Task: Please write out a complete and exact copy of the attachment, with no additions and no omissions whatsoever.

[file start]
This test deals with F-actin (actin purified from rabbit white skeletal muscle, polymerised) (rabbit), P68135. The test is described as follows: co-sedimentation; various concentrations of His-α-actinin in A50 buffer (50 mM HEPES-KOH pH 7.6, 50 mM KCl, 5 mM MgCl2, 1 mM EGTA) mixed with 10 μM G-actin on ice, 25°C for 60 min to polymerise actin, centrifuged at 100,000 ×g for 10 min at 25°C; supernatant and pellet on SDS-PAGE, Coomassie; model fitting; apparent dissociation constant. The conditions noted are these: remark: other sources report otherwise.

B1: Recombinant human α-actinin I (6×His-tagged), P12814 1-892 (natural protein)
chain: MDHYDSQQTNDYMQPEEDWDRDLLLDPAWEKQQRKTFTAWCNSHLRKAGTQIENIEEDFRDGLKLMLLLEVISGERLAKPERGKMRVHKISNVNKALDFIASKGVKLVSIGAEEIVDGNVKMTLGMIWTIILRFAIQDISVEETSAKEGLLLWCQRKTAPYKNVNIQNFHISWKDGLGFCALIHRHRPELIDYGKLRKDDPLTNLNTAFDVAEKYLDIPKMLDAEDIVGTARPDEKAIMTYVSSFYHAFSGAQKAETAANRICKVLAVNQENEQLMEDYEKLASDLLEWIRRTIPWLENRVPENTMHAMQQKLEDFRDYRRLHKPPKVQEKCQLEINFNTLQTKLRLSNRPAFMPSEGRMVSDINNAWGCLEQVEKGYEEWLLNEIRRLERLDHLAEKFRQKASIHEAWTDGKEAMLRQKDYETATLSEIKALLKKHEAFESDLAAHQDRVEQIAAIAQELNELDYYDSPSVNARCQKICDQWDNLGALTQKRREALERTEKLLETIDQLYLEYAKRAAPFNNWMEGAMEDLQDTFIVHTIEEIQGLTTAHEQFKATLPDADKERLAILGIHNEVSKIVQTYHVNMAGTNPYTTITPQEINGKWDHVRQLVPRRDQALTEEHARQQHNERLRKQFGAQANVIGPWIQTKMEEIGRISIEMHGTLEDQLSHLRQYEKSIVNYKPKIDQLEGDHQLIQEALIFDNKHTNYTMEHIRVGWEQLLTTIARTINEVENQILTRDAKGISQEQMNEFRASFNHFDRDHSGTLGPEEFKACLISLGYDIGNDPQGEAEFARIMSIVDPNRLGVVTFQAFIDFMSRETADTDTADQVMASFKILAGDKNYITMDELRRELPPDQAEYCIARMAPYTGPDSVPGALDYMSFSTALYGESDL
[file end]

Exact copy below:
This test deals with F-actin (actin purified from rabbit white skeletal muscle, polymerised) (rabbit), P68135. The test is described as follows: co-sedimentation; various concentrations of His-α-actinin in A50 buffer (50 mM HEPES-KOH pH 7.6, 50 mM KCl, 5 mM MgCl2, 1 mM EGTA) mixed with 10 μM G-actin on ice, 25°C for 60 min to polymerise actin, centrifuged at 100,000 ×g for 10 min at 25°C; supernatant and pellet on SDS-PAGE, Coomassie; model fitting; apparent dissociation constant. The conditions noted are these: remark: other sources report otherwise.

B1: Recombinant human α-actinin I (6×His-tagged), P12814 1-892 (natural protein)
chain: MDHYDSQQTNDYMQPEEDWDRDLLLDPAWEKQQRKTFTAWCNSHLRKAGTQIENIEEDFRDGLKLMLLLEVISGERLAKPERGKMRVHKISNVNKALDFIASKGVKLVSIGAEEIVDGNVKMTLGMIWTIILRFAIQDISVEETSAKEGLLLWCQRKTAPYKNVNIQNFHISWKDGLGFCALIHRHRPELIDYGKLRKDDPLTNLNTAFDVAEKYLDIPKMLDAEDIVGTARPDEKAIMTYVSSFYHAFSGAQKAETAANRICKVLAVNQENEQLMEDYEKLASDLLEWIRRTIPWLENRVPENTMHAMQQKLEDFRDYRRLHKPPKVQEKCQLEINFNTLQTKLRLSNRPAFMPSEGRMVSDINNAWGCLEQVEKGYEEWLLNEIRRLERLDHLAEKFRQKASIHEAWTDGKEAMLRQKDYETATLSEIKALLKKHEAFESDLAAHQDRVEQIAAIAQELNELDYYDSPSVNARCQKICDQWDNLGALTQKRREALERTEKLLETIDQLYLEYAKRAAPFNNWMEGAMEDLQDTFIVHTIEEIQGLTTAHEQFKATLPDADKERLAILGIHNEVSKIVQTYHVNMAGTNPYTTITPQEINGKWDHVRQLVPRRDQALTEEHARQQHNERLRKQFGAQANVIGPWIQTKMEEIGRISIEMHGTLEDQLSHLRQYEKSIVNYKPKIDQLEGDHQLIQEALIFDNKHTNYTMEHIRVGWEQLLTTIARTINEVENQILTRDAKGISQEQMNEFRASFNHFDRDHSGTLGPEEFKACLISLGYDIGNDPQGEAEFARIMSIVDPNRLGVVTFQAFIDFMSRETADTDTADQVMASFKILAGDKNYITMDELRRELPPDQAEYCIARMAPYTGPDSVPGALDYMSFSTALYGESDL